BROOKLYN, N.Y. — In the early 1980s, photographer Meryl Meisler stepped off the subway in Bushwick on her way to interview for a teaching position and found herself in what looked like a war-torn landscape.
“Honestly, the first thought I had was, ‘The other art teacher has been killed.’ Why was there an opening the week before Christmas? And this place, it looked like a combination of Beirut at the time and Hiroshima,” she said in a presentation at B&H Photo.
Getting to know the area amid Bushwick’s descent into its darkest days, Meisler documented the neighborhood over the next 14 years. In her talk, she shares some of the photography from the era that in some ways hardly resembles today’s rapidly gentrifying neighborhood I’ve called home since 2007.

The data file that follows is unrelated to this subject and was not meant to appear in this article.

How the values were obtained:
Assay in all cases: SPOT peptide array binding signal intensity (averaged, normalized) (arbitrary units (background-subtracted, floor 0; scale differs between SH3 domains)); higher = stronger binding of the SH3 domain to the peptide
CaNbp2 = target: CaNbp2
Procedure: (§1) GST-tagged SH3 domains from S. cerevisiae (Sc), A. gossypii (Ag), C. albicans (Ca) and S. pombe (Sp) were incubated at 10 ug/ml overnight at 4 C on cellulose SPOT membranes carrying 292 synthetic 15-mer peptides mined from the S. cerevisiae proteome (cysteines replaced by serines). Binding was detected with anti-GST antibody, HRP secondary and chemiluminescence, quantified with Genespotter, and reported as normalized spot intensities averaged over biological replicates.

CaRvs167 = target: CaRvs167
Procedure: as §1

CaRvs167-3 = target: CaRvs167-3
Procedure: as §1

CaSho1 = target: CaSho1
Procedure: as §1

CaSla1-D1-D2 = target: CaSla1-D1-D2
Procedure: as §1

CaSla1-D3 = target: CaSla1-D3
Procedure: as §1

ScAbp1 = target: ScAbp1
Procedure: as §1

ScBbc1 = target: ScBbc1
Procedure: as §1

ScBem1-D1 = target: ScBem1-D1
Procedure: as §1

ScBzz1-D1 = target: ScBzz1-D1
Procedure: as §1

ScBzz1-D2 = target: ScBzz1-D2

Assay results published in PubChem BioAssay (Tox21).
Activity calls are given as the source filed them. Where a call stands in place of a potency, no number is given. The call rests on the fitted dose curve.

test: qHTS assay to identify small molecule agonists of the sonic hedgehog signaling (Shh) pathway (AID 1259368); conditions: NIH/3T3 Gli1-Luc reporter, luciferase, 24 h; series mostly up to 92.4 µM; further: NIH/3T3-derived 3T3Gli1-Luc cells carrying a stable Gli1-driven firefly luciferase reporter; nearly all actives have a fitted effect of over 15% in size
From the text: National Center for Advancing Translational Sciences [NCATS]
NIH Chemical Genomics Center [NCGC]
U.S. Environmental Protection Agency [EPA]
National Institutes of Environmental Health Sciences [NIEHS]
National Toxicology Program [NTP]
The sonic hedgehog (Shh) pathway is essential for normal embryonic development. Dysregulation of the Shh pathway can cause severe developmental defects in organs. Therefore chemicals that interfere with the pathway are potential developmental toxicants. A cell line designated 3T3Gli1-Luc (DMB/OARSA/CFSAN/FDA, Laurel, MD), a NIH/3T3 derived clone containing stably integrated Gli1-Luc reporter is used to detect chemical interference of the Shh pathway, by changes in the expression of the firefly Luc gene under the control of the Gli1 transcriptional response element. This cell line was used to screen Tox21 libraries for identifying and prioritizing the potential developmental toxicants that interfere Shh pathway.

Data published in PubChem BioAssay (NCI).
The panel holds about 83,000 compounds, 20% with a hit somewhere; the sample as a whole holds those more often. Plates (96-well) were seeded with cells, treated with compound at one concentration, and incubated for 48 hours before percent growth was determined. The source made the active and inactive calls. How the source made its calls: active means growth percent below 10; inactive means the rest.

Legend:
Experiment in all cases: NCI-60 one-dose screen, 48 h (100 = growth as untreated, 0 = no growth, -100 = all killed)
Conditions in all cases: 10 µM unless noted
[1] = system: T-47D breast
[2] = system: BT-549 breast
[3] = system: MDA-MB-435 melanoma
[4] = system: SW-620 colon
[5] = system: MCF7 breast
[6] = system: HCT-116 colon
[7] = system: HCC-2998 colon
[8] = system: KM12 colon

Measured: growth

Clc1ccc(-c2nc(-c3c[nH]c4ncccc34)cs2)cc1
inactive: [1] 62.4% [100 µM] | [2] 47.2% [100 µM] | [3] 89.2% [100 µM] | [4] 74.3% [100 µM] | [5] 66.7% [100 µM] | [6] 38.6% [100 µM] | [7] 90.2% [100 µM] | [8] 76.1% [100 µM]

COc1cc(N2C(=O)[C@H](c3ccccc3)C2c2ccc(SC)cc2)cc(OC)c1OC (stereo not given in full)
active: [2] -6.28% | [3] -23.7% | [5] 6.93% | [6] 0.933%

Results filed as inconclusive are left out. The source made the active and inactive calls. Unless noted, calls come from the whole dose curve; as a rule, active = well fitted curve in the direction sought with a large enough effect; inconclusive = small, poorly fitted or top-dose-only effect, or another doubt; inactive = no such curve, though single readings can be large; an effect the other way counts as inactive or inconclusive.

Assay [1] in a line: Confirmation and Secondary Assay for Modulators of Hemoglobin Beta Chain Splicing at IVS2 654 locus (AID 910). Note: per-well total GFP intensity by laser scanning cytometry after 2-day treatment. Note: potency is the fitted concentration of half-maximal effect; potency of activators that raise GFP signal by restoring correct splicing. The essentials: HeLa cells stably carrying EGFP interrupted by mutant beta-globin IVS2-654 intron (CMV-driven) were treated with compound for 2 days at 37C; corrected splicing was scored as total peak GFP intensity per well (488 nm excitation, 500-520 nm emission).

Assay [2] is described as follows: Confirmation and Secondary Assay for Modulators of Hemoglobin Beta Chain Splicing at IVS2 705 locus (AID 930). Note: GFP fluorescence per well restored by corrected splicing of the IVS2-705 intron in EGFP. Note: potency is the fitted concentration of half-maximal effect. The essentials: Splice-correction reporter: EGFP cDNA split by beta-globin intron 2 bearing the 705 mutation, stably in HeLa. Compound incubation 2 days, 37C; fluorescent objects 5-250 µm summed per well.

“I photographed things that were positive to me. I did not photograph the crack vials and the heroin and the junkies,” she said. “I was there for the long term, so these are my memories.”
- Meryl Meisler: Bushwick: Then and Now
- The New York Times: The Latest Vibe Moved to Brooklyn: Bushwick Open Studios
- City Journal: The Death and Life of Bushwick